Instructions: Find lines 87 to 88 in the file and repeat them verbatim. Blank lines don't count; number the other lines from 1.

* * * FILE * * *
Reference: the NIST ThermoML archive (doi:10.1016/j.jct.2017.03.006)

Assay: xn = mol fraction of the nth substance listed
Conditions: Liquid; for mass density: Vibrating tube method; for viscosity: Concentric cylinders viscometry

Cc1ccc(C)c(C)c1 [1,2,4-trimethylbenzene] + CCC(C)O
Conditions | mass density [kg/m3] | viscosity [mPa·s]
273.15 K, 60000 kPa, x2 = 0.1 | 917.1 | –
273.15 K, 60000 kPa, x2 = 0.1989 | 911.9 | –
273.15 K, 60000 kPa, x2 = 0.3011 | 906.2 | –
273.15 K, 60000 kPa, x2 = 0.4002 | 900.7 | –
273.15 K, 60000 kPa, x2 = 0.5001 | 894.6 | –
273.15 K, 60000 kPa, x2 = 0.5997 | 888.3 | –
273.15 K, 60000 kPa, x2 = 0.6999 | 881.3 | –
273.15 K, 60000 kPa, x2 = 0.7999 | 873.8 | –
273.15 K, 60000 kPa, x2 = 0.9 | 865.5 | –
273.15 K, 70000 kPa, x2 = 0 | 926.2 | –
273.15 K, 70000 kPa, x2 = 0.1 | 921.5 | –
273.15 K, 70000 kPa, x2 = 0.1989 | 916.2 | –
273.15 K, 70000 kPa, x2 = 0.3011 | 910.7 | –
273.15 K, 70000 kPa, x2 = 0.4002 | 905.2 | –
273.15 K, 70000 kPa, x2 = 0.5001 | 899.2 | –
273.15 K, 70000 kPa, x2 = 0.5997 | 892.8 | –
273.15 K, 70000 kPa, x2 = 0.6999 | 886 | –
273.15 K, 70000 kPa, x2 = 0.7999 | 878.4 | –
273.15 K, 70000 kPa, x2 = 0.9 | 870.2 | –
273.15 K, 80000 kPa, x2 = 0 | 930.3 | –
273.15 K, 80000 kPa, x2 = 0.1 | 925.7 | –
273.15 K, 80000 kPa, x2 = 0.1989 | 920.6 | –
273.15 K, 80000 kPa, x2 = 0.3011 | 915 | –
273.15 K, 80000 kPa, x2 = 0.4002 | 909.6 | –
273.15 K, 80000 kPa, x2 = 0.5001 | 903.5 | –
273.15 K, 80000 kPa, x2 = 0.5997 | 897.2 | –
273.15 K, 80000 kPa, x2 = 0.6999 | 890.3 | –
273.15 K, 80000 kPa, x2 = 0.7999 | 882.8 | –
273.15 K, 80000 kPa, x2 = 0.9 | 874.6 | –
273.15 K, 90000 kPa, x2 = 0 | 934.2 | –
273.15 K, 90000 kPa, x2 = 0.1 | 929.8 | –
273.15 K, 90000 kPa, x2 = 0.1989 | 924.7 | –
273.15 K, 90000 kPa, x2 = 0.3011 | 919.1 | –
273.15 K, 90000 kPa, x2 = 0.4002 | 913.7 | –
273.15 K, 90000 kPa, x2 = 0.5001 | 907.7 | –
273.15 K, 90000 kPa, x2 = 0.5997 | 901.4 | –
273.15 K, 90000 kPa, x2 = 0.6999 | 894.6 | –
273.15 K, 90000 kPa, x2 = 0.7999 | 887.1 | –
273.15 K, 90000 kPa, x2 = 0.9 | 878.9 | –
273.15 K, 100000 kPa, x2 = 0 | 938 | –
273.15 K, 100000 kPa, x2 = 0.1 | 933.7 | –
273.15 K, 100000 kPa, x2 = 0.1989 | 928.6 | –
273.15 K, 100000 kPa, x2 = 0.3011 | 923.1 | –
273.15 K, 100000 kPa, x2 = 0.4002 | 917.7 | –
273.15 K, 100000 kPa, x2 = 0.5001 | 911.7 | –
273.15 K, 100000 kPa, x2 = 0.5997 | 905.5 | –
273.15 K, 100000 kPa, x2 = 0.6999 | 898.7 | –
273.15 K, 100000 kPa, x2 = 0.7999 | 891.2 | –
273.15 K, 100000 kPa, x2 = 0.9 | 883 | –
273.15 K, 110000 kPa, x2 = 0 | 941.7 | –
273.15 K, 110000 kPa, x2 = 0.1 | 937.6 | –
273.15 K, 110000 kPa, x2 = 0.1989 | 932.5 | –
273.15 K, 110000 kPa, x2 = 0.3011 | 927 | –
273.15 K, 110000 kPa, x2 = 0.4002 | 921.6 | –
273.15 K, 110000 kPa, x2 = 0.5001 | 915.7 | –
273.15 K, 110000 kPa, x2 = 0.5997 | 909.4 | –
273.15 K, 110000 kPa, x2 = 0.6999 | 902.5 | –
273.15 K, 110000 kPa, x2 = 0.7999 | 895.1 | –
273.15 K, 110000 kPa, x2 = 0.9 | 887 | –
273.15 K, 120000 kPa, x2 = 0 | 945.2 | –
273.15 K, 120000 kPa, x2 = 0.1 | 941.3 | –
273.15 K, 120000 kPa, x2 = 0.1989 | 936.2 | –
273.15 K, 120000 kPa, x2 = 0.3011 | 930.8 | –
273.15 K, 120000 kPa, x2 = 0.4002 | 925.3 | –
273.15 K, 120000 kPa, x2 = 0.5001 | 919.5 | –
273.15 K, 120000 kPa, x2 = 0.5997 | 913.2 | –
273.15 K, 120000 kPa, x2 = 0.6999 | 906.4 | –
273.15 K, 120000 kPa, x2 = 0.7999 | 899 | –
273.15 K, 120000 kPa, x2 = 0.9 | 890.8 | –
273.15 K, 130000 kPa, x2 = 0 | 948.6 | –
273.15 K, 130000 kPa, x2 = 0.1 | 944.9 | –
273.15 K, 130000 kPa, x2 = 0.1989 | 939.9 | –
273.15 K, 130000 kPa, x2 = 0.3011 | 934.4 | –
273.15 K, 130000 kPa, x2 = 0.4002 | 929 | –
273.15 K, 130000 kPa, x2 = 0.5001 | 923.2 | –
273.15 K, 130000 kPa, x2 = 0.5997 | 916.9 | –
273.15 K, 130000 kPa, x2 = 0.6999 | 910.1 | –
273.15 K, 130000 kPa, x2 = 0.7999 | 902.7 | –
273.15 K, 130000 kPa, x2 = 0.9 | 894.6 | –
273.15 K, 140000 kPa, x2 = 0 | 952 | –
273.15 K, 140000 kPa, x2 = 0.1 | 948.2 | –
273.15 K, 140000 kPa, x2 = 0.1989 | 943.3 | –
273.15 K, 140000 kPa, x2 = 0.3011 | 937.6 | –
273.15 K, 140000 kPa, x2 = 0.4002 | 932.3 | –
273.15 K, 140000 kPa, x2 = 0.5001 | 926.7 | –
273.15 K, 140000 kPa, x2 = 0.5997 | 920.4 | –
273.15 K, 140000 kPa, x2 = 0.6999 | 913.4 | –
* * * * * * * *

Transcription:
273.15 K, 140000 kPa, x2 = 0.1989 | 943.3 | –
273.15 K, 140000 kPa, x2 = 0.3011 | 937.6 | –